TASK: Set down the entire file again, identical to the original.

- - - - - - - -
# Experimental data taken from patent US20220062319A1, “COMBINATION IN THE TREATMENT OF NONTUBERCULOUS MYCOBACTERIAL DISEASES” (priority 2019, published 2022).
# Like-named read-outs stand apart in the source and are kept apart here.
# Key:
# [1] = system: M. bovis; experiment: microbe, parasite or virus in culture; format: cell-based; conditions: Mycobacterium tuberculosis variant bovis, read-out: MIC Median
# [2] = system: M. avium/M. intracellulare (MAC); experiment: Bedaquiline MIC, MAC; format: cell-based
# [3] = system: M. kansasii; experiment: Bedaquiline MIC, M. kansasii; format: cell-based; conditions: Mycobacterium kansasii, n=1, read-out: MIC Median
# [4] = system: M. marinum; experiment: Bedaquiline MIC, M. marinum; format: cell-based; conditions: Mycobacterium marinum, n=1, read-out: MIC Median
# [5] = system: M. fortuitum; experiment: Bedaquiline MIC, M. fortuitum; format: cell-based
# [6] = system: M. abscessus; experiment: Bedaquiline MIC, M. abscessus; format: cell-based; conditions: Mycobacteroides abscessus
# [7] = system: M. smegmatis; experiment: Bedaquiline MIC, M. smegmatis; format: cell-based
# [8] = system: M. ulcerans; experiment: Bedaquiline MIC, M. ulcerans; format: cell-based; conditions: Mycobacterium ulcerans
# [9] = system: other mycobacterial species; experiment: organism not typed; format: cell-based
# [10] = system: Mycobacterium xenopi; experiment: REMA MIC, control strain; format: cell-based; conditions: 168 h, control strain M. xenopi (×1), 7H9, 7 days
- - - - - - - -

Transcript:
# Experimental data taken from patent US20220062319A1, “COMBINATION IN THE TREATMENT OF NONTUBERCULOUS MYCOBACTERIAL DISEASES” (priority 2019, published 2022).
# Like-named read-outs stand apart in the source and are kept apart here.
# Key:
# [1] = system: M. bovis; experiment: microbe, parasite or virus in culture; format: cell-based; conditions: Mycobacterium tuberculosis variant bovis, read-out: MIC Median
# [2] = system: M. avium/M. intracellulare (MAC); experiment: Bedaquiline MIC, MAC; format: cell-based
# [3] = system: M. kansasii; experiment: Bedaquiline MIC, M. kansasii; format: cell-based; conditions: Mycobacterium kansasii, n=1, read-out: MIC Median
# [4] = system: M. marinum; experiment: Bedaquiline MIC, M. marinum; format: cell-based; conditions: Mycobacterium marinum, n=1, read-out: MIC Median
# [5] = system: M. fortuitum; experiment: Bedaquiline MIC, M. fortuitum; format: cell-based
# [6] = system: M. abscessus; experiment: Bedaquiline MIC, M. abscessus; format: cell-based; conditions: Mycobacteroides abscessus
# [7] = system: M. smegmatis; experiment: Bedaquiline MIC, M. smegmatis; format: cell-based
# [8] = system: M. ulcerans; experiment: Bedaquiline MIC, M. ulcerans; format: cell-based; conditions: Mycobacterium ulcerans
# [9] = system: other mycobacterial species; experiment: organism not typed; format: cell-based
# [10] = system: Mycobacterium xenopi; experiment: REMA MIC, control strain; format: cell-based; conditions: 168 h, control strain M. xenopi (×1), 7H9, 7 days